I was at our local farm supply store the other day and saw a sign indicating they were out of chicken coops and trying to find more from different sources. I wonder if there’s a run on backyard chickens as people spend more time at home.  There are some positive aspects to that – and then… there’s Salmonella.

I’m not anti-backyard chicken. (In fact, if I wasn’t convinced they’d be coyote-food, and that Heather would kick me out of the house, I’d consider getting some myself.)

I’m anti-diarrhea and anti-preventable death. It’s clear that backyard chickens pose some risk to people. How much of that is non-preventable vs preventable with basic common sense and hygiene is a big question (and one we’re working on, but like so many other things has been stalled by COVID-19).

The CDC’s latest Investigation Notice of Outbreaks of Salmonella Infections Linked to Backyard Poultry (24-Jun-2020) highlights many of the concerns with this trendy practice, and need for better education of the public and management of the birds.

Here’s the really quick version of the report:

  • Since their May 2020 update, another (whopping) 368 Salmonella infections linked to backyard bird have been diagnosed in people. That brings the total diagnosed to 465 (meaning there were probably many thousand people truly infected).
  • 36% of those with available information were hospitalized, and one person died.
  • As is common, young kids appeared to bear the brunt of disease: 31% of cases were kids less than 5 years of age. That’s probably also a reflection of their higher likelihood of close contact with the birds (e.g. kissing them), inadequate supervision and inadequate hygiene (hand washing in particular).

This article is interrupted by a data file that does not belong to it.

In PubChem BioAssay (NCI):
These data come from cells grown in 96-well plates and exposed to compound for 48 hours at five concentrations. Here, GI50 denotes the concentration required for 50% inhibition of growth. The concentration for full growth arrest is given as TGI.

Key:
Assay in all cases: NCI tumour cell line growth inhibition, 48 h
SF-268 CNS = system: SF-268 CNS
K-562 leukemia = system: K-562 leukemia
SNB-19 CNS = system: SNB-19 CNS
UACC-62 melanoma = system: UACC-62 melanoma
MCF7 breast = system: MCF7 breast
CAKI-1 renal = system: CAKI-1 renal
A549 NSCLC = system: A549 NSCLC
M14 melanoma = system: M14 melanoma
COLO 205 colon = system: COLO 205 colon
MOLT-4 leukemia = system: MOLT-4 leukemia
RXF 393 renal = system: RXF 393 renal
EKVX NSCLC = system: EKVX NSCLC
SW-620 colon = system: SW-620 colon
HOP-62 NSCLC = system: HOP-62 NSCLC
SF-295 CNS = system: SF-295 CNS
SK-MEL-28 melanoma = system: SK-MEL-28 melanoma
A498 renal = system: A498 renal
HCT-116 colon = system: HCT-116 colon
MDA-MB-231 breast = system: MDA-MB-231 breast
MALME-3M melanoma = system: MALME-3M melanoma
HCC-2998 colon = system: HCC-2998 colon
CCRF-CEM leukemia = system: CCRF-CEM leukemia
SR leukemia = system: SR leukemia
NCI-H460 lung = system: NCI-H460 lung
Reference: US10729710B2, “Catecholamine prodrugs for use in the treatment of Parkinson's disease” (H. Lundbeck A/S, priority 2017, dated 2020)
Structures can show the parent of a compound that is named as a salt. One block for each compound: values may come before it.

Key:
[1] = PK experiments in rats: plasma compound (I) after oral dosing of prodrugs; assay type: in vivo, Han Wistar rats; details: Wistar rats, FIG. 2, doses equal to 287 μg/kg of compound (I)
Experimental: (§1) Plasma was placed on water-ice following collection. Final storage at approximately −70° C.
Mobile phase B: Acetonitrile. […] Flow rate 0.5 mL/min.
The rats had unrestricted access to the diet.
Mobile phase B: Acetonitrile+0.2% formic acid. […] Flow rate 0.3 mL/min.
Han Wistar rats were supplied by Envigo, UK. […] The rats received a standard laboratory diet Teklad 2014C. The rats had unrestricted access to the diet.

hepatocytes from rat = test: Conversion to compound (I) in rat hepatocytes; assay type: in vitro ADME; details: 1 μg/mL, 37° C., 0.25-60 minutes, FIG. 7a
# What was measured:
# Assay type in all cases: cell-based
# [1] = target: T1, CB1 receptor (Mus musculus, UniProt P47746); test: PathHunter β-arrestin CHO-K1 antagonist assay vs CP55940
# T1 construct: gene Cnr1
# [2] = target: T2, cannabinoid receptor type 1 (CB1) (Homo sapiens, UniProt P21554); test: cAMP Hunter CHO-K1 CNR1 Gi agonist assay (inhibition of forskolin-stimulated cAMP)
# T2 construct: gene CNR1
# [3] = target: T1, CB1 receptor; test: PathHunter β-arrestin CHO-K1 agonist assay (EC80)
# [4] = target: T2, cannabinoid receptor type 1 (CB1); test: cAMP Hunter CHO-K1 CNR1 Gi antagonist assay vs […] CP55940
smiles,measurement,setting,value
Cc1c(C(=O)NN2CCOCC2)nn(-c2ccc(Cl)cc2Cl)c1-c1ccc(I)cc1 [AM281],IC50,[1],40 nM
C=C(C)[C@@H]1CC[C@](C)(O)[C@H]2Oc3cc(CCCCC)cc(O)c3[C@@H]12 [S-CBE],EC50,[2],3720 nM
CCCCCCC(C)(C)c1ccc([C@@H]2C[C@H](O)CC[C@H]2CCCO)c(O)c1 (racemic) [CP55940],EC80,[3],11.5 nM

• Chickens came from a range of sources, such as farm stores, hatcheries and websites.

Risk reduction isn’t rocket science. It’s some basic management and hygiene practices, and some common sense.  (No, putting a diaper on a your chicken does not make letting it run around your kitchen a safe proposition, despite the availability of chicken diapers online).

  • Keep backyard poultry in the backyard – don’t let the birds roam the house.
  • Wash your hands after contact with poultry.
  • Look at where runoff can carry bacteria from manure in the pens (not a good place for a garden).
  • Don’t kiss poultry.
  • Wash your hands.
  • Supervise kids around poultry.
  • Wash your hands.
  • Handle eggs like commercially sourced eggs. (Your home-raised, all-natural, organic, antibiotic-free egg is as likely (or maybe more likely) to have something nasty on it as the eggs you buy in the store.)

Enjoy your chickens, but… wash your hands.